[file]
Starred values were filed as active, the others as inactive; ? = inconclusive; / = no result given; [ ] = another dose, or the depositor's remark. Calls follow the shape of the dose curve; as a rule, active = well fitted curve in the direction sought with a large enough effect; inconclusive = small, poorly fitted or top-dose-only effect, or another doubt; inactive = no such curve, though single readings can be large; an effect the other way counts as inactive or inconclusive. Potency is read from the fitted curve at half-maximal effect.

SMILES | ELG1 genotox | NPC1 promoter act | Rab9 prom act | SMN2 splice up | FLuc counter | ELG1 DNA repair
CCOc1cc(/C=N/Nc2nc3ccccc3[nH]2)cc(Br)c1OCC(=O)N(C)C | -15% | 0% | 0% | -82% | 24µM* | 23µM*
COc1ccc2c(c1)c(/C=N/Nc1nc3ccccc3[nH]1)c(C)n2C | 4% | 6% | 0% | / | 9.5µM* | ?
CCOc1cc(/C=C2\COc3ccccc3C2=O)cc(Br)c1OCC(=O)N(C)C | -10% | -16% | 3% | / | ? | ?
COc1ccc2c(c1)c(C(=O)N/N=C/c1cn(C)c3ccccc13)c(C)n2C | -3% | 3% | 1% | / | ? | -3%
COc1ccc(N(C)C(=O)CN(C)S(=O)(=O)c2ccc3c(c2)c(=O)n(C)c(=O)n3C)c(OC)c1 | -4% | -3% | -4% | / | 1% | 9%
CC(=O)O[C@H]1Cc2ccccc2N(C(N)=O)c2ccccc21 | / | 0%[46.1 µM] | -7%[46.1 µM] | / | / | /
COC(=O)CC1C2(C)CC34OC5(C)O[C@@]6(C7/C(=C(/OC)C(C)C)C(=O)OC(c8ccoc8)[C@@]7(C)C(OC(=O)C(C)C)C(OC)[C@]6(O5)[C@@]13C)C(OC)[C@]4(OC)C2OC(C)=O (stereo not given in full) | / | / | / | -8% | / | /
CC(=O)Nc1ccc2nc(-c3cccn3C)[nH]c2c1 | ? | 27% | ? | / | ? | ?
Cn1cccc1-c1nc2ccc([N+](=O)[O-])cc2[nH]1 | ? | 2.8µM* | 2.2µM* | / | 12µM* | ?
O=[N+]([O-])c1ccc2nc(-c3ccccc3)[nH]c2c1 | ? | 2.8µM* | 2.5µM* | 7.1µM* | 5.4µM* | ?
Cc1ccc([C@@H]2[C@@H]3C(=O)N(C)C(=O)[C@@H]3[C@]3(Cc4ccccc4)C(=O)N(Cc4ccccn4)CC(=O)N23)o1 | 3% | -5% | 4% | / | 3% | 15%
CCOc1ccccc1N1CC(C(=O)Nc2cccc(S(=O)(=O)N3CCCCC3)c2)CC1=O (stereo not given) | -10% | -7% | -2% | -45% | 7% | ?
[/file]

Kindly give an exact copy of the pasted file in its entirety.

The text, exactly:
Starred values were filed as active, the others as inactive; ? = inconclusive; / = no result given; [ ] = another dose, or the depositor's remark. Calls follow the shape of the dose curve; as a rule, active = well fitted curve in the direction sought with a large enough effect; inconclusive = small, poorly fitted or top-dose-only effect, or another doubt; inactive = no such curve, though single readings can be large; an effect the other way counts as inactive or inconclusive. Potency is read from the fitted curve at half-maximal effect.

SMILES | ELG1 genotox | NPC1 promoter act | Rab9 prom act | SMN2 splice up | FLuc counter | ELG1 DNA repair
CCOc1cc(/C=N/Nc2nc3ccccc3[nH]2)cc(Br)c1OCC(=O)N(C)C | -15% | 0% | 0% | -82% | 24µM* | 23µM*
COc1ccc2c(c1)c(/C=N/Nc1nc3ccccc3[nH]1)c(C)n2C | 4% | 6% | 0% | / | 9.5µM* | ?
CCOc1cc(/C=C2\COc3ccccc3C2=O)cc(Br)c1OCC(=O)N(C)C | -10% | -16% | 3% | / | ? | ?
COc1ccc2c(c1)c(C(=O)N/N=C/c1cn(C)c3ccccc13)c(C)n2C | -3% | 3% | 1% | / | ? | -3%
COc1ccc(N(C)C(=O)CN(C)S(=O)(=O)c2ccc3c(c2)c(=O)n(C)c(=O)n3C)c(OC)c1 | -4% | -3% | -4% | / | 1% | 9%
CC(=O)O[C@H]1Cc2ccccc2N(C(N)=O)c2ccccc21 | / | 0%[46.1 µM] | -7%[46.1 µM] | / | / | /
COC(=O)CC1C2(C)CC34OC5(C)O[C@@]6(C7/C(=C(/OC)C(C)C)C(=O)OC(c8ccoc8)[C@@]7(C)C(OC(=O)C(C)C)C(OC)[C@]6(O5)[C@@]13C)C(OC)[C@]4(OC)C2OC(C)=O (stereo not given in full) | / | / | / | -8% | / | /
CC(=O)Nc1ccc2nc(-c3cccn3C)[nH]c2c1 | ? | 27% | ? | / | ? | ?
Cn1cccc1-c1nc2ccc([N+](=O)[O-])cc2[nH]1 | ? | 2.8µM* | 2.2µM* | / | 12µM* | ?
O=[N+]([O-])c1ccc2nc(-c3ccccc3)[nH]c2c1 | ? | 2.8µM* | 2.5µM* | 7.1µM* | 5.4µM* | ?
Cc1ccc([C@@H]2[C@@H]3C(=O)N(C)C(=O)[C@@H]3[C@]3(Cc4ccccc4)C(=O)N(Cc4ccccn4)CC(=O)N23)o1 | 3% | -5% | 4% | / | 3% | 15%
CCOc1ccccc1N1CC(C(=O)Nc2cccc(S(=O)(=O)N3CCCCC3)c2)CC1=O (stereo not given) | -10% | -7% | -2% | -45% | 7% | ?